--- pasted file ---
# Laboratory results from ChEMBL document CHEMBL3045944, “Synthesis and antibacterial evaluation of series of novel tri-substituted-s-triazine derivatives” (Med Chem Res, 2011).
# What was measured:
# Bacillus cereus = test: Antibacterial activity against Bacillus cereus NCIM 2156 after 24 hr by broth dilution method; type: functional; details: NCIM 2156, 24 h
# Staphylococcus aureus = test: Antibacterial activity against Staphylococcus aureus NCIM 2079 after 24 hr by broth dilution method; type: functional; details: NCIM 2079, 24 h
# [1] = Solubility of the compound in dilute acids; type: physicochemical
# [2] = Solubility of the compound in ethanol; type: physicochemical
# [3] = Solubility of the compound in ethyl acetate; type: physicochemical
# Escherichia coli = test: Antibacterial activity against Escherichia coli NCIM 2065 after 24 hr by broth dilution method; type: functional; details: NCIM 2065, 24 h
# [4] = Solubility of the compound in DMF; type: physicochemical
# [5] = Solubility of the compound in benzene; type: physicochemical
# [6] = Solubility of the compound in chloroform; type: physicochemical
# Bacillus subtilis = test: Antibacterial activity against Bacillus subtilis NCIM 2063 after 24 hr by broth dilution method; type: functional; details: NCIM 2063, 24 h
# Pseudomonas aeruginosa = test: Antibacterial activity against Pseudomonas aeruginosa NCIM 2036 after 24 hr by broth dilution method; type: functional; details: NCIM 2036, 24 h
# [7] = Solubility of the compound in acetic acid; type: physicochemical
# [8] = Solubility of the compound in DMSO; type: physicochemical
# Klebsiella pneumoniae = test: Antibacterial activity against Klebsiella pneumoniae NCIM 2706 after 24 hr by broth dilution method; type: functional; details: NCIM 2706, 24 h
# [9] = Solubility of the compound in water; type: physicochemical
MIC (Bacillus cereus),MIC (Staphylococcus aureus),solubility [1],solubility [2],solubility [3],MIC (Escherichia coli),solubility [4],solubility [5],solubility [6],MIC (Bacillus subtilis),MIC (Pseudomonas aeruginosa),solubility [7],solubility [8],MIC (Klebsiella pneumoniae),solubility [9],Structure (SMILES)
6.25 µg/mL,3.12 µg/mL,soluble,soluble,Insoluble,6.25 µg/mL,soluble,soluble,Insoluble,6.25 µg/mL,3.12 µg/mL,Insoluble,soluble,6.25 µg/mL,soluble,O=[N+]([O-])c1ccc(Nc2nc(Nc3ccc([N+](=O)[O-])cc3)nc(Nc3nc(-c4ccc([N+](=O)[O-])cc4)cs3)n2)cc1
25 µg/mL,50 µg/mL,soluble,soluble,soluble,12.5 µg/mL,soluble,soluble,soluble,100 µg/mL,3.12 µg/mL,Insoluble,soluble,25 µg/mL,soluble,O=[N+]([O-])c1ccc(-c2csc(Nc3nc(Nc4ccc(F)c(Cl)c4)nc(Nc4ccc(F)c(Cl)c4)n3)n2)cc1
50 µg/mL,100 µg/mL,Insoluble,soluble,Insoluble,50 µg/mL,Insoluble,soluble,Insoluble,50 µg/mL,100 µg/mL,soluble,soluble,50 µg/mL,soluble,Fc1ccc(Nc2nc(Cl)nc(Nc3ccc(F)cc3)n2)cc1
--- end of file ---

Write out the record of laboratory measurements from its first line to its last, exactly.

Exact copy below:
# Laboratory results from ChEMBL document CHEMBL3045944, “Synthesis and antibacterial evaluation of series of novel tri-substituted-s-triazine derivatives” (Med Chem Res, 2011).
# What was measured:
# Bacillus cereus = test: Antibacterial activity against Bacillus cereus NCIM 2156 after 24 hr by broth dilution method; type: functional; details: NCIM 2156, 24 h
# Staphylococcus aureus = test: Antibacterial activity against Staphylococcus aureus NCIM 2079 after 24 hr by broth dilution method; type: functional; details: NCIM 2079, 24 h
# [1] = Solubility of the compound in dilute acids; type: physicochemical
# [2] = Solubility of the compound in ethanol; type: physicochemical
# [3] = Solubility of the compound in ethyl acetate; type: physicochemical
# Escherichia coli = test: Antibacterial activity against Escherichia coli NCIM 2065 after 24 hr by broth dilution method; type: functional; details: NCIM 2065, 24 h
# [4] = Solubility of the compound in DMF; type: physicochemical
# [5] = Solubility of the compound in benzene; type: physicochemical
# [6] = Solubility of the compound in chloroform; type: physicochemical
# Bacillus subtilis = test: Antibacterial activity against Bacillus subtilis NCIM 2063 after 24 hr by broth dilution method; type: functional; details: NCIM 2063, 24 h
# Pseudomonas aeruginosa = test: Antibacterial activity against Pseudomonas aeruginosa NCIM 2036 after 24 hr by broth dilution method; type: functional; details: NCIM 2036, 24 h
# [7] = Solubility of the compound in acetic acid; type: physicochemical
# [8] = Solubility of the compound in DMSO; type: physicochemical
# Klebsiella pneumoniae = test: Antibacterial activity against Klebsiella pneumoniae NCIM 2706 after 24 hr by broth dilution method; type: functional; details: NCIM 2706, 24 h
# [9] = Solubility of the compound in water; type: physicochemical
MIC (Bacillus cereus),MIC (Staphylococcus aureus),solubility [1],solubility [2],solubility [3],MIC (Escherichia coli),solubility [4],solubility [5],solubility [6],MIC (Bacillus subtilis),MIC (Pseudomonas aeruginosa),solubility [7],solubility [8],MIC (Klebsiella pneumoniae),solubility [9],Structure (SMILES)
6.25 µg/mL,3.12 µg/mL,soluble,soluble,Insoluble,6.25 µg/mL,soluble,soluble,Insoluble,6.25 µg/mL,3.12 µg/mL,Insoluble,soluble,6.25 µg/mL,soluble,O=[N+]([O-])c1ccc(Nc2nc(Nc3ccc([N+](=O)[O-])cc3)nc(Nc3nc(-c4ccc([N+](=O)[O-])cc4)cs3)n2)cc1
25 µg/mL,50 µg/mL,soluble,soluble,soluble,12.5 µg/mL,soluble,soluble,soluble,100 µg/mL,3.12 µg/mL,Insoluble,soluble,25 µg/mL,soluble,O=[N+]([O-])c1ccc(-c2csc(Nc3nc(Nc4ccc(F)c(Cl)c4)nc(Nc4ccc(F)c(Cl)c4)n3)n2)cc1
50 µg/mL,100 µg/mL,Insoluble,soluble,Insoluble,50 µg/mL,Insoluble,soluble,Insoluble,50 µg/mL,100 µg/mL,soluble,soluble,50 µg/mL,soluble,Fc1ccc(Nc2nc(Cl)nc(Nc3ccc(F)cc3)n2)cc1